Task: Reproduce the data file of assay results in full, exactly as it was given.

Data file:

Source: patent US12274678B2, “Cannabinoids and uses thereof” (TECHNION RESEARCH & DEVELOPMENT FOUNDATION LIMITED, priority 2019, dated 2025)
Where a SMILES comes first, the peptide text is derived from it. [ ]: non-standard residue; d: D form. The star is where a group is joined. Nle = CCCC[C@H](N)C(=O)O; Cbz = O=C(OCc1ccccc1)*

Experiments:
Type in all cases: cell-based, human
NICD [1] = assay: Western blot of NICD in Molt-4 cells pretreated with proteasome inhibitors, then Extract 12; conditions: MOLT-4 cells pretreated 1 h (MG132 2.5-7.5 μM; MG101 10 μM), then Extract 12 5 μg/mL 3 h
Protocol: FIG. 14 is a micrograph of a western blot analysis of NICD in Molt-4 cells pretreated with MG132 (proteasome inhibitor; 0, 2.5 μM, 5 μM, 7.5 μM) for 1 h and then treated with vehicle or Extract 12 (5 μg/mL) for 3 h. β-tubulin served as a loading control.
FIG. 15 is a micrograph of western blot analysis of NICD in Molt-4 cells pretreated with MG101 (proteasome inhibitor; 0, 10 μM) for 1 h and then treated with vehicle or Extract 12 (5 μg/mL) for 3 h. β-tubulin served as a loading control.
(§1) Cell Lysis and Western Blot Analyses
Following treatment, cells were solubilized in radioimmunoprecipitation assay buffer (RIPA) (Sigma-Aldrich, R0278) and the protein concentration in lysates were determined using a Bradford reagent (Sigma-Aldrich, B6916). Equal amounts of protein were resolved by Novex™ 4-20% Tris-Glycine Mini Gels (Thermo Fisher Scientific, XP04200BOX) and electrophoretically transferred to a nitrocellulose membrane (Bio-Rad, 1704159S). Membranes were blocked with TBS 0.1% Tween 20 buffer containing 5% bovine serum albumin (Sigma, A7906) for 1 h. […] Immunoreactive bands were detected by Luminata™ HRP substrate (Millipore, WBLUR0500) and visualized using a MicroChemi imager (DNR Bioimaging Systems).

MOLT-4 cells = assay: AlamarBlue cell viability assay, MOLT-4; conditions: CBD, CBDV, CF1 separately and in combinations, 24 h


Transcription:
Source: patent US12274678B2, “Cannabinoids and uses thereof” (TECHNION RESEARCH & DEVELOPMENT FOUNDATION LIMITED, priority 2019, dated 2025)
Where a SMILES comes first, the peptide text is derived from it. [ ]: non-standard residue; d: D form. The star is where a group is joined. Nle = CCCC[C@H](N)C(=O)O; Cbz = O=C(OCc1ccccc1)*

Experiments:
Type in all cases: cell-based, human
NICD [1] = assay: Western blot of NICD in Molt-4 cells pretreated with proteasome inhibitors, then Extract 12; conditions: MOLT-4 cells pretreated 1 h (MG132 2.5-7.5 μM; MG101 10 μM), then Extract 12 5 μg/mL 3 h
Protocol: FIG. 14 is a micrograph of a western blot analysis of NICD in Molt-4 cells pretreated with MG132 (proteasome inhibitor; 0, 2.5 μM, 5 μM, 7.5 μM) for 1 h and then treated with vehicle or Extract 12 (5 μg/mL) for 3 h. β-tubulin served as a loading control.
FIG. 15 is a micrograph of western blot analysis of NICD in Molt-4 cells pretreated with MG101 (proteasome inhibitor; 0, 10 μM) for 1 h and then treated with vehicle or Extract 12 (5 μg/mL) for 3 h. β-tubulin served as a loading control.
(§1) Cell Lysis and Western Blot Analyses
Following treatment, cells were solubilized in radioimmunoprecipitation assay buffer (RIPA) (Sigma-Aldrich, R0278) and the protein concentration in lysates were determined using a Bradford reagent (Sigma-Aldrich, B6916). Equal amounts of protein were resolved by Novex™ 4-20% Tris-Glycine Mini Gels (Thermo Fisher Scientific, XP04200BOX) and electrophoretically transferred to a nitrocellulose membrane (Bio-Rad, 1704159S). Membranes were blocked with TBS 0.1% Tween 20 buffer containing 5% bovine serum albumin (Sigma, A7906) for 1 h. […] Immunoreactive bands were detected by Luminata™ HRP substrate (Millipore, WBLUR0500) and visualized using a MicroChemi imager (DNR Bioimaging Systems).

MOLT-4 cells = assay: AlamarBlue cell viability assay, MOLT-4; conditions: CBD, CBDV, CF1 separately and in combinations, 24 h